A chaplain's story-from Civil War battlefields to Tobyhanna
June 25, 2009
TOBYHANNA ARMY DEPOT, Pa. - I recently read an article printed in 1914 about one of the early Tobyhanna chaplains, Reverend Father Thomas Sherman, son of Gen. William T. Sherman of Civil War fame. The article was very brief, simply stating that the chaplain was leaving for New York City on that day, that he had been the chaplain for the Fourth Regiment of the Missouri National Guard, and a veteran of the Spanish-American War. The article also mentioned that Thomas accompanied his father on his Civil War campaigns.
This scanty bit of information piqued my curiosity-I wanted to know more about Reverend Father Thomas Sherman. I was unable to uncover any details of his time at Tobyhanna; however, I did discover some of the details of his life.
Father Tom, as most came to know him, was born Oct. 12, 1856, in San Francisco, Calif. He was the youngest child and second son of General Sherman and Ellen Ewing Sherman [daughter of a U.S. Senator and cabinet secretary and a devout Catholic].
In the summer of 1863, the general and his troops were encamped at Woodburne Plantation on the Big Black River near Bovina, Miss., following the Union victory at Vicksburg. Thinking that it would be a good time to reunite with his wife, Ellen, and their four children, Minnie, 12, Lizzie, 11, Willy, 9, and Tom, 7, he sent for them to join him in the camp. The children by all accounts had a wonderful time in their father's encampment. They all lived in tents and enjoyed the attention of the Soldiers.
The 13th U.S. Infantry Regiment made Willy an honorary sergeant. They taught him the manual of arms and included him in the guard details and formal parades. Willy loved to pretend that he was a real Soldier and often accompanied his father on inspection tours.
As the family returned home, Willy contracted yellow fever and died. General Sherman blamed himself for his son's death and grieved his loss until his own death in 1891. Tom was the only surviving son and often accompanied his father on his military duties and offered a level of comfort to the general.
As a young man, Tom attended Georgetown College, Yale University and Washington University, and was admitted to the bar as a lawyer in 1878. However, Tom soon changed his mind and entered the priesthood as a Jesuit priest. He taught philosophy at St. Louis University.
Father Tom was able to reconnect with his military roots and live out the convictions of his vocation as citizen, Soldier, and priest when he accepted the position of chaplain, Fourth Regiment, in 1898 during the Spanish-American War.
Historical accounts say Father Tom was very much like his father in appearance and temperament with snapping blue eyes, firm jaw, quick step, and unrelenting determination.
The following extract from his first sermon to the Missouri National Guard as their chaplain on May 16, 1898, was typical of Father Tom, the chaplain who also spent time at Tobyhanna:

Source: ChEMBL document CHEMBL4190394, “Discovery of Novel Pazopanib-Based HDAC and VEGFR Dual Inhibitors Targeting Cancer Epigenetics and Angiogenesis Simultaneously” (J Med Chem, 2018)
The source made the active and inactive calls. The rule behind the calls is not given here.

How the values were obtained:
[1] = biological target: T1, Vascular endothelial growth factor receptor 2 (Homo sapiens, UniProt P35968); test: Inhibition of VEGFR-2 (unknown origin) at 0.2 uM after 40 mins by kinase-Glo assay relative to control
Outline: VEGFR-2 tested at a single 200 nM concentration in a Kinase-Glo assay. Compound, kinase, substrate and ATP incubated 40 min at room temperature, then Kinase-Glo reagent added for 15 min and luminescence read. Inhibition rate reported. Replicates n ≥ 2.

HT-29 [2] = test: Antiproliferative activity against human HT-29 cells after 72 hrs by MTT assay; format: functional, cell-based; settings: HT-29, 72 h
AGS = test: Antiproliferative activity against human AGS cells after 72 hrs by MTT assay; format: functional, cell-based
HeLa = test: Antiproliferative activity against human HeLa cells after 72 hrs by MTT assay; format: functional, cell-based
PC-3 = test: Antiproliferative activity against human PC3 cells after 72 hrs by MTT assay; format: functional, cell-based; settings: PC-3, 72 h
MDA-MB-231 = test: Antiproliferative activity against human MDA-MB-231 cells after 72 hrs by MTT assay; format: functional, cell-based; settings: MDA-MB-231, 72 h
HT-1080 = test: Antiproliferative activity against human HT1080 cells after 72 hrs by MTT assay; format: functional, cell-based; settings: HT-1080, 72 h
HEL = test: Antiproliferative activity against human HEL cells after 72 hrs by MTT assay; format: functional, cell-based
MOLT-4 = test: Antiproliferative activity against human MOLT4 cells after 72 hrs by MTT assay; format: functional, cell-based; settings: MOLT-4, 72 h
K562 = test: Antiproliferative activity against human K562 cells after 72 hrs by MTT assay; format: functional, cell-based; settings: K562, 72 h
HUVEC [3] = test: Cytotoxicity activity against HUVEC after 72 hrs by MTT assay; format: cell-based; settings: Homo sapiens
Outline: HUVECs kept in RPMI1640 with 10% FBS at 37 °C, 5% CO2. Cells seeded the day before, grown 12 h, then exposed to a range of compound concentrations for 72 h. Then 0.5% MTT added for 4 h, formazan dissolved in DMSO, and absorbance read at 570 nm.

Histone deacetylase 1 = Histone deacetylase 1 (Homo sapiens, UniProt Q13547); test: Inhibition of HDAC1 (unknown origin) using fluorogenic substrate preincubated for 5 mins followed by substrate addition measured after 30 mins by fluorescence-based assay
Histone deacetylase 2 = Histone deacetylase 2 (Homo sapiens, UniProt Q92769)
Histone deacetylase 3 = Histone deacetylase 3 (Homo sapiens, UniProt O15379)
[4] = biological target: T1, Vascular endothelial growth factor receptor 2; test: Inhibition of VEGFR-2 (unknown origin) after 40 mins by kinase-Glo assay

"The President of the United States called upon the citizenship of the country to combat with a foreign foe and we, as patriotic, country-loving Americans, are responding to that call. Carping must cease. Order and obedience can only be countenanced. Duty will lead us on many long, hot marches; compel us to wade swamps, stifle hunger, scare parapets, heavy with hostile guns, grapple with death, and perhaps, take many of us to the grave. But we remember our glorious country, and what an exalted name it bears among the nations for the reason of the valor of its sons, and trusting in God we do not shrink but march steadily onward till victory is won."
By the time Father Tom arrived in Tobyhanna, he was suffering from poor health and clinical depression, similar to his father after the death of Willy. After leaving Tobyhanna, Father Tom travelled across Europe and later served a parish in Santa Barbara, Calif., until his health deteriorated too much for him to continue to serve the church.
Four years before his death, Father Tom fought for and received a $50 per month Army pension based on his service in the Spanish-American War. He lived the last two years of his life with a wealthy niece in New Orleans, La., where he died in 1933 at the age of 76.
This is perhaps trivia from the past, but it is a compelling illustration of the determination of one man to live out the convictions of his life's vocation-which likely touched the lives of people serving at Tobyhanna.
Tobyhanna Army Depot is the Defense Department's largest center for the repair, overhaul and fabrication of a wide variety of electronics systems and components, from tactical field radios to the ground terminals for the defense satellite communications network. Tobyhanna's missions support all branches of the Armed Forces.
About 5,600 personnel are employed at Tobyhanna, which is located in the Pocono Mountains of northeastern Pennsylvania.
Tobyhanna Army Depot is part of the U.S. Army CECOM Life Cycle Management Command. Headquartered at Fort Monmouth, N.J., the command's mission is to research, develop, acquire, field and sustain communications, command, control computer, intelligence, electronic warfare and sensors capabilities for the Armed Forces.